BIO: Elsa Campos, MSW, RSW

Elsa Campos has been practicing in the field of child development and mental health for over 20 years.  She has a background in psychology and Masters of Social Work from the University of Denver.  In those 20 years, Elsa has worked with children and families across the spectrum of age and in different settings including child care programs, schools, community and in home.  She currently holds the position of Executive Manager of Community Services at Providence Children Society in Calgary, Alberta Canada where she supports all programs with contracts working in community with kids from 0-12 years old.

BIO: Sandra Wagner, MA, RSW

Sandra Wagner holds a Master of Arts in Leadership Degree from Royal Roads University in Victoria, British Columbia, Canada and a registered Social Worker with the Alberta College of Social Workers. For over 20 years, her experience highlights a passion in engaging multi-disciplinary teams in collaborative innovative approaches which engage families with young children and youth in prevention and early intervention services. Through-out Sandra’s career her passion has been working alongside young children and their families who face vulnerabilities in the early childhood and mental health sectors. Most recently, she is a Manager of Inclusive Child Care at Providence Children Society in Calgary, Alberta Canada.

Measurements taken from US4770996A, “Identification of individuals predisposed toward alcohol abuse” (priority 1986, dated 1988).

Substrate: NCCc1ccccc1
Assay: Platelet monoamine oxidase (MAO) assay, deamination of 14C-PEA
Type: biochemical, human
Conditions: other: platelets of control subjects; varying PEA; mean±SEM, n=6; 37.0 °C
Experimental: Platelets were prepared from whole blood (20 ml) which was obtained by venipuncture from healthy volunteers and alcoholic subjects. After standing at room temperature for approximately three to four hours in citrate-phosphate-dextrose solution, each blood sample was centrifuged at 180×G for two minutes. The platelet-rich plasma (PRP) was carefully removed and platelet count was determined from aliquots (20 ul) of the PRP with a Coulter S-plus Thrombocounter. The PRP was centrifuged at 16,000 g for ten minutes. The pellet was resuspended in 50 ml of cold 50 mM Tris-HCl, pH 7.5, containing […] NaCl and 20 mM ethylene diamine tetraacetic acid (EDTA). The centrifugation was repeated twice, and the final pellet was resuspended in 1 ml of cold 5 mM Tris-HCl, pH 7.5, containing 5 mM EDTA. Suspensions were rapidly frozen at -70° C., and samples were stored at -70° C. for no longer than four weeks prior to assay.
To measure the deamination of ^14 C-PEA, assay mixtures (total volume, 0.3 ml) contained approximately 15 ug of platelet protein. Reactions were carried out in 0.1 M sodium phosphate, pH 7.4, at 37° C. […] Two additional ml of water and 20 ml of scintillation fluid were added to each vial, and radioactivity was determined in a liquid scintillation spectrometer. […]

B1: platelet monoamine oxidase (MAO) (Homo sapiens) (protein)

Program Enhancements

Breath, Body, and the Beat: Rhythm and Regulation – Luke Graner

DESCRIPTION: Breath Body and the Beat: Rhythm and Regulation

“We are truly alive only when the mind is with the body.” (Thich Nhat Hahn)

Experience the positive impact of a rhythmic practice. Learn rhythmic regulation strategies for the home, the classroom, one-on-one time, small groups, community events and much more. Keep it simple, have patience and have fun, we can all learn to be rhythmic.